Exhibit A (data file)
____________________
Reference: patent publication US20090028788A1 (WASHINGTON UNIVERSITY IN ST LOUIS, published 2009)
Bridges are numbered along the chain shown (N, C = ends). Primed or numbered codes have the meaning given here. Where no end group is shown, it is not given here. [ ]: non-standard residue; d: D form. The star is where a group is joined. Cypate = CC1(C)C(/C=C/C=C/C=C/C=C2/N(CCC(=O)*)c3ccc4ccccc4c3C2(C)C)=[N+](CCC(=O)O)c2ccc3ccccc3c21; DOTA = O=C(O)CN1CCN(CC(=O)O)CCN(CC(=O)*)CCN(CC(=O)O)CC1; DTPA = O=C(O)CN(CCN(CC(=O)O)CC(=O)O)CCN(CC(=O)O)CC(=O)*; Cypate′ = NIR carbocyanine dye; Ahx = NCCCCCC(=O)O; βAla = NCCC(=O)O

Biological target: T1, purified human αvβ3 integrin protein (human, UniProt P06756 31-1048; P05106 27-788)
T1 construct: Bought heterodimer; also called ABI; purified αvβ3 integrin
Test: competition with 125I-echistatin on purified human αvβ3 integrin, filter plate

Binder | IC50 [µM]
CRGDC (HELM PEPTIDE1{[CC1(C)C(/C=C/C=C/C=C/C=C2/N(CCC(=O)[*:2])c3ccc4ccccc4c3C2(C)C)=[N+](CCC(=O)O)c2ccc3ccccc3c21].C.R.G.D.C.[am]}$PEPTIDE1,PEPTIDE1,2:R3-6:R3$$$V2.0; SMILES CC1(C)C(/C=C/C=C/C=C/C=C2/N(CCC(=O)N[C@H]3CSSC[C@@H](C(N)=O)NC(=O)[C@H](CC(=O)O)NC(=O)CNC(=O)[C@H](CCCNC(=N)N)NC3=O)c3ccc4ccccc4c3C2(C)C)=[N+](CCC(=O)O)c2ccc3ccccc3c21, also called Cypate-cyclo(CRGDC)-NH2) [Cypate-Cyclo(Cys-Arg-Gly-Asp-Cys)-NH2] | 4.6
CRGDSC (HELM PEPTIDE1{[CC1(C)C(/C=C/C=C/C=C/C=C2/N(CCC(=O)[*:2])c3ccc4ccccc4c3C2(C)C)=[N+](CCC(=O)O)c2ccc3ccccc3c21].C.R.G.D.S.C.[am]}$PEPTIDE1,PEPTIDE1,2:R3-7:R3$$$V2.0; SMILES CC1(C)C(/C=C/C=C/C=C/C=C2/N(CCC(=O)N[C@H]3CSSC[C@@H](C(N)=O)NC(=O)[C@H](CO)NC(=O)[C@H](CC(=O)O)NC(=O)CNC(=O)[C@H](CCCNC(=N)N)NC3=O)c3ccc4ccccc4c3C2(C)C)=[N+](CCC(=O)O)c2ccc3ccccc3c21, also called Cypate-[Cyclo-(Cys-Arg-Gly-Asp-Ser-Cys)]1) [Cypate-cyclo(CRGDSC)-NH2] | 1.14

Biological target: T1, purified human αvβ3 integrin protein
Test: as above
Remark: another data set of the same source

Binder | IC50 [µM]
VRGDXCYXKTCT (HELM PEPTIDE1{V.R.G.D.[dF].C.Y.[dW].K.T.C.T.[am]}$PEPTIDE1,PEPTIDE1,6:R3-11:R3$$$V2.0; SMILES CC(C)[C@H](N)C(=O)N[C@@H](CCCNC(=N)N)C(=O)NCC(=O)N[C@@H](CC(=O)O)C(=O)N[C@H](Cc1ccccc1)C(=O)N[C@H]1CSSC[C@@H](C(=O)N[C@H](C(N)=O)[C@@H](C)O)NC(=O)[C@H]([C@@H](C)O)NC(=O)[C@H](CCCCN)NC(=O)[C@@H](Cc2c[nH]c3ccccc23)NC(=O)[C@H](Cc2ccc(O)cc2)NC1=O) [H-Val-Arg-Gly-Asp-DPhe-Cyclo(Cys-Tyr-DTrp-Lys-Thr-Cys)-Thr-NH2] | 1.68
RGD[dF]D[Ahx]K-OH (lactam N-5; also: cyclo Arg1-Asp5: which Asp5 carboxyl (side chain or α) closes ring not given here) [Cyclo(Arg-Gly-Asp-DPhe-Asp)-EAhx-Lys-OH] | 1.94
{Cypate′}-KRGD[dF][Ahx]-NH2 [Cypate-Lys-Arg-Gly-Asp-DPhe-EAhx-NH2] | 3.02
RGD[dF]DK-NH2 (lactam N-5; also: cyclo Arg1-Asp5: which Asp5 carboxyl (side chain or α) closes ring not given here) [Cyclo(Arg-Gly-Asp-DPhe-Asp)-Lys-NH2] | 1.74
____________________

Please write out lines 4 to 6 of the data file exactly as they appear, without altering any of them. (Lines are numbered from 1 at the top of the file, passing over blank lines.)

T1 construct: Bought heterodimer; also called ABI; purified αvβ3 integrin
Test: competition with 125I-echistatin on purified human αvβ3 integrin, filter plate

Binder | IC50 [µM]